From Dewsbury to James Oddy at Keighley in Yorkshire. Since Atlay wrote last, he has received aletter from [Alexander] McNab of Sheffield and another from Mr Smith of Stockport. The love feasthere is on the 27th inst., at which Mr Smith has signified his intention of being present. Atlayalso expects Mr ‘Ells’ [William Eels ] some time next week and would be pleased to seeOddy at that time if convenient.
Atlay has decided to give up his salary until the [preaching] house is out of debt. If Oddycould spent the winter here, Atlay would be glad of his company and would put him up for as littleas could be afforded. He would certainly be more comfortable here than by himself in Keighley andwould have greater prospects of being useful.
There have been no great changes. ‘The [Wesleyan] preachers keep up the same spirit amongthe people as last year; and will do it as long as God suffers them. They are going to build; and itis said the [preaching] house will be up by Christmas; but sooner or later tis all one to your trulyaffectionate...’
- James Oddy (1730?-90) entered the itinerancy in 1751 althoughthroughout his service he maintained other business interests. Working principally in Yorkshire andthe North-east, he retired from the work in 1771 to engage in trade. Oddy married twice; his firstwife died in 1782 and his second marriage ended in separation in 1785. Oddy continued to serve as asupernumary at Yarm. He was involved with John Atlay in his dispute with Wesley over Dewsbury Chapeland worked alongside Atlay in West Yorkshire in 1789. Oddy was a preacher of ability and wasdescribed by John Pawson as a man of ‘remarkably deep understanding and soundjudgement’. Source: MAM PLP 3.23/3, A List ofMethodist Preachers (Bristol 1801) by William Myles, A Biographical Dictionary of 18th Century Methodismby Samuel Rogal(Lewston, New York 1991) and The Life and Times of JohnWesley, Vol.3, by Luke Tyerman (London 1890),420
- Alexander McNab (1745-97) was born in Perthshire, Scotland. Hejoined the itinerancy in 1766 and laboured with great success in circuits across the country. He waswell regarded by Wesley who nevertheless expressed concern over McNab's inabilty to acceptcriticism.In 1779 McNab embarked on a tour of England to raise money to cover the cost of repairingthe Edinburgh Chapel. While in Bath, he publicly disputed Wesley's right to invite the Anglicanminister Dr Edward Smyth to preach in the Methodist Chapel. He argued that preachers were appointedby the Conference and that Wesley had no right to impose Anglican clergymen on them. It was onlyafter a personal visit by both John and Charles Wesley that the defiance of his will by McNab andhis supporters was ended. McNab was expelled from the Connexion but was reinstated in 1780, much toCharles Wesley's disgust. McNab retired from the itinerancy in 1782 and ended his days as the pastorof an independent congregation in Sheffield, Yorkshire. Source: John Pawson, A Chronological Catalogue of all the Travelling Preachers... (1795) andLuke Tyerman, The Life and Times of John Wesley,Vol.3 (1872), pp.303-313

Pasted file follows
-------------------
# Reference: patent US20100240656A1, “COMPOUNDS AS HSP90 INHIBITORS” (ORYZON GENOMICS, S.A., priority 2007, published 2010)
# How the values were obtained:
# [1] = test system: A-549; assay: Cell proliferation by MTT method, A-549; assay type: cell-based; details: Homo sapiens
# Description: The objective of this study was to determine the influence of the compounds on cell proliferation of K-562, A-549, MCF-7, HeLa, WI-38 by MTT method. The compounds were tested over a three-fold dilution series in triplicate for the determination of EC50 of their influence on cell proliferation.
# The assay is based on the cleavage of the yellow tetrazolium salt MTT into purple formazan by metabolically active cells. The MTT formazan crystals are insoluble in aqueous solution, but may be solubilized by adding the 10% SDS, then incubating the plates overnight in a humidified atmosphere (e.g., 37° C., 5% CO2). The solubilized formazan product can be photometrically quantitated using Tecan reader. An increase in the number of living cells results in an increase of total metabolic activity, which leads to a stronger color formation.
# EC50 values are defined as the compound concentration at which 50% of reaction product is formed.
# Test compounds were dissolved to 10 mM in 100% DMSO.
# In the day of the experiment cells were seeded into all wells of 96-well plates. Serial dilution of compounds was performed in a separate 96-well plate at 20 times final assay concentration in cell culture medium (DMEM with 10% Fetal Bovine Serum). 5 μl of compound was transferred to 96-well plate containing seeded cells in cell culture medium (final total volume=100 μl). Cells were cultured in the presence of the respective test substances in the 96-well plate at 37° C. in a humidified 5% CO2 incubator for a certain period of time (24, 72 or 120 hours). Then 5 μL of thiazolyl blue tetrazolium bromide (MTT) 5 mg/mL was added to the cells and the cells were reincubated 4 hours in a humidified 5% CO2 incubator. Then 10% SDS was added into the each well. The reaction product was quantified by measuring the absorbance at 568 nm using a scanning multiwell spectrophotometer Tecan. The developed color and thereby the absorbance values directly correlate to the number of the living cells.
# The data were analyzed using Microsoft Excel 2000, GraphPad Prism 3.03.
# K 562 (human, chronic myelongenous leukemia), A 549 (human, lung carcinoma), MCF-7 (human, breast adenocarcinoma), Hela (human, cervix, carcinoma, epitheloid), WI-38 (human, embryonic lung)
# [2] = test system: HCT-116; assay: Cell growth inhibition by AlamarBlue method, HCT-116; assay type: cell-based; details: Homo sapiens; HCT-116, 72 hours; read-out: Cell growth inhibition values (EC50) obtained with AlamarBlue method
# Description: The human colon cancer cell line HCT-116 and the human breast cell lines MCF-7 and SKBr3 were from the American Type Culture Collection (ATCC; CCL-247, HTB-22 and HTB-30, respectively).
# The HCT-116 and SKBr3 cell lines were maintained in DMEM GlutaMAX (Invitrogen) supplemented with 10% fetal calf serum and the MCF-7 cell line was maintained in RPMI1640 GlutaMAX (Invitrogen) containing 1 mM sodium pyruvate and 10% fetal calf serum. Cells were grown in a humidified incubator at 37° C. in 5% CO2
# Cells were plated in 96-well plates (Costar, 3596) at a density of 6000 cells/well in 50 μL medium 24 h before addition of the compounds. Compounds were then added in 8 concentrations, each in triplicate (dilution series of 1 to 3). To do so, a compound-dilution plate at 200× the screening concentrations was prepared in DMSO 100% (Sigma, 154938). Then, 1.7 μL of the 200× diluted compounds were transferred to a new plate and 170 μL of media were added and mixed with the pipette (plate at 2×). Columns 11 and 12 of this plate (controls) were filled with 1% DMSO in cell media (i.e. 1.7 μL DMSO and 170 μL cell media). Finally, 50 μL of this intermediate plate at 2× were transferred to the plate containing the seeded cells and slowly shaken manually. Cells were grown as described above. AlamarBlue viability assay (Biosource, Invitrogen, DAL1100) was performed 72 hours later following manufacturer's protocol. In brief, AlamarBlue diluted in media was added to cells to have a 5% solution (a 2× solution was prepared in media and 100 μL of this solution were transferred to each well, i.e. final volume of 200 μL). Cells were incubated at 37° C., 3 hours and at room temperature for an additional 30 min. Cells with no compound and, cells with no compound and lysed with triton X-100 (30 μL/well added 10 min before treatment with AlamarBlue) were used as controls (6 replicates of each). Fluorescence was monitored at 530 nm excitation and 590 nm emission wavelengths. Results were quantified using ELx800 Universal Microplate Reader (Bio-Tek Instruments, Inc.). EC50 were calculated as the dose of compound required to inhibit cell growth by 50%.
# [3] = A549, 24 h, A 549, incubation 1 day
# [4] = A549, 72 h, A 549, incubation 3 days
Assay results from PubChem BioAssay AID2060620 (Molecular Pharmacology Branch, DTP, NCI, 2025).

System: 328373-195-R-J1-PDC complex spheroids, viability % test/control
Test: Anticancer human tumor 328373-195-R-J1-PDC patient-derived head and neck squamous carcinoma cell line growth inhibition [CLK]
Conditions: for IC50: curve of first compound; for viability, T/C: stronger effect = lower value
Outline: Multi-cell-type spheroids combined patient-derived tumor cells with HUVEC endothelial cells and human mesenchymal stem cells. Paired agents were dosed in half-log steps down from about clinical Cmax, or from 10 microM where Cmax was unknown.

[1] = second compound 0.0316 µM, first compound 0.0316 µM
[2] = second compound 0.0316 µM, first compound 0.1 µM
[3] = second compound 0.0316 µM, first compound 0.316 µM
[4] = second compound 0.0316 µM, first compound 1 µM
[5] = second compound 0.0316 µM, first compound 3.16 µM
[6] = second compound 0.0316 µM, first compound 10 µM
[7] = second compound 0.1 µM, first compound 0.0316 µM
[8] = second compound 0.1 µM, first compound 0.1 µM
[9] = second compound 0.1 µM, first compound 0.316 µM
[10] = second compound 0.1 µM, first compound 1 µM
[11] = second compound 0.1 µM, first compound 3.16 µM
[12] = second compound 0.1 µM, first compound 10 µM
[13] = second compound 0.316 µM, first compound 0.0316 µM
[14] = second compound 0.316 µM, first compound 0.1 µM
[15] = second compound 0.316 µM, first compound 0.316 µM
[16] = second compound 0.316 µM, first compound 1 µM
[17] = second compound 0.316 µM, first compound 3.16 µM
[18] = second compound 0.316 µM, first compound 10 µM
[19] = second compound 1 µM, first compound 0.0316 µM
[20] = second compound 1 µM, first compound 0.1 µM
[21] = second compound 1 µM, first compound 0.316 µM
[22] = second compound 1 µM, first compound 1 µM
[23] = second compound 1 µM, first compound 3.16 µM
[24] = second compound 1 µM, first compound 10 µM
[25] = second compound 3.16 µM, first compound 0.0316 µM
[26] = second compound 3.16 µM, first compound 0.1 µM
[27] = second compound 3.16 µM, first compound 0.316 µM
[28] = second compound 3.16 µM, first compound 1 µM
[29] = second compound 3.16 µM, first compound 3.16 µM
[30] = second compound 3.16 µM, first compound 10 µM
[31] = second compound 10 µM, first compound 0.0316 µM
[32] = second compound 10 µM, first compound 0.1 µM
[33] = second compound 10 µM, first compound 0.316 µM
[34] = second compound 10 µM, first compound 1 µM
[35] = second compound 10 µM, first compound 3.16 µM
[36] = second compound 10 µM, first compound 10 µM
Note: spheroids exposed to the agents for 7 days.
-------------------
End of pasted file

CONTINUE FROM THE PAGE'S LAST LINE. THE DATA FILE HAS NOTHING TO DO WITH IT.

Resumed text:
- William Eels (d.1793?) was a native of North Shields inNorthumberland. He entered the itinerancy in 1772 and exercised an active circuit ministry inScotland and England for sixteen years. During his time in the Bolton Circuit, he married a woman ofconsiderable means. Eeels opposed the introduction of the Legal Hundred and left the Methodists in1788 after his name was mistakenly omitted from theMinutesof Conference. He subsequently joined with John Atlay when he sided with the trustees ofDewsbury Chapel and Eels preached for the dissident societies in Dewsbury and North Shields. In 1791Eels quarelled with Atlay and attempted a reconciliation with the Wesleyans. Source: A List of all Methodist Preachers (Bristol 1801) byWilliam Myles, A Biographical Dictionary of 18th CenturyMethodism by Samuel Rogal (Lewston, New York 1991) and The Life and Times of John Wesley, Vol.3, by Luke Tyerman (London 1890),558-559